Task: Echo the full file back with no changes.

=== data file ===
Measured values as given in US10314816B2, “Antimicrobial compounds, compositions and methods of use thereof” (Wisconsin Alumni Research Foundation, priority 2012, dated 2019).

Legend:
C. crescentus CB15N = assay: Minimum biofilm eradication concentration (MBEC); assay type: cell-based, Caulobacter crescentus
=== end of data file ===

Measured values as given in US10314816B2, “Antimicrobial compounds, compositions and methods of use thereof” (Wisconsin Alumni Research Foundation, priority 2012, dated 2019).

Legend:
C. crescentus CB15N = assay: Minimum biofilm eradication concentration (MBEC); assay type: cell-based, Caulobacter crescentus